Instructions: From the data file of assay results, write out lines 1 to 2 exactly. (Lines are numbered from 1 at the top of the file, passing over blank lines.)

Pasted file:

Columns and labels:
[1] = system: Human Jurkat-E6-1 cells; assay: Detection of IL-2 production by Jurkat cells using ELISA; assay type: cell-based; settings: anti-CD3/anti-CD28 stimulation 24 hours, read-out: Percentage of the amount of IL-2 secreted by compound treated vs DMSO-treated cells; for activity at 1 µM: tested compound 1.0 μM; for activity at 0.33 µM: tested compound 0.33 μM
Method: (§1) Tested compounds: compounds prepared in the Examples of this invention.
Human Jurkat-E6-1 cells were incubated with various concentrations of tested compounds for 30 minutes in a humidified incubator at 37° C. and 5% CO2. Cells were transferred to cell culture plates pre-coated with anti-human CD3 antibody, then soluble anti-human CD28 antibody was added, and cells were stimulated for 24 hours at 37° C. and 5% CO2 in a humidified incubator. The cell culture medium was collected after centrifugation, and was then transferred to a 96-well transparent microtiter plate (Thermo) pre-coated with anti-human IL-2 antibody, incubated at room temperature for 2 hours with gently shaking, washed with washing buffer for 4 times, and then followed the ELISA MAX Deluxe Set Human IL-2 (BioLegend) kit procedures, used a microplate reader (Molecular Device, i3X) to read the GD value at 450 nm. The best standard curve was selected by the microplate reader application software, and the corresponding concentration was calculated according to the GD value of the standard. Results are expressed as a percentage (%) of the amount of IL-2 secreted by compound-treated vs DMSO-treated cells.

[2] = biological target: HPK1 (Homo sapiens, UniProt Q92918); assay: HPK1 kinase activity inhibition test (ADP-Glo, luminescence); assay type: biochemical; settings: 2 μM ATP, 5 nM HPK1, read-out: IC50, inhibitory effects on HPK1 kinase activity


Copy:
Columns and labels:
[1] = system: Human Jurkat-E6-1 cells; assay: Detection of IL-2 production by Jurkat cells using ELISA; assay type: cell-based; settings: anti-CD3/anti-CD28 stimulation 24 hours, read-out: Percentage of the amount of IL-2 secreted by compound treated vs DMSO-treated cells; for activity at 1 µM: tested compound 1.0 μM; for activity at 0.33 µM: tested compound 0.33 μM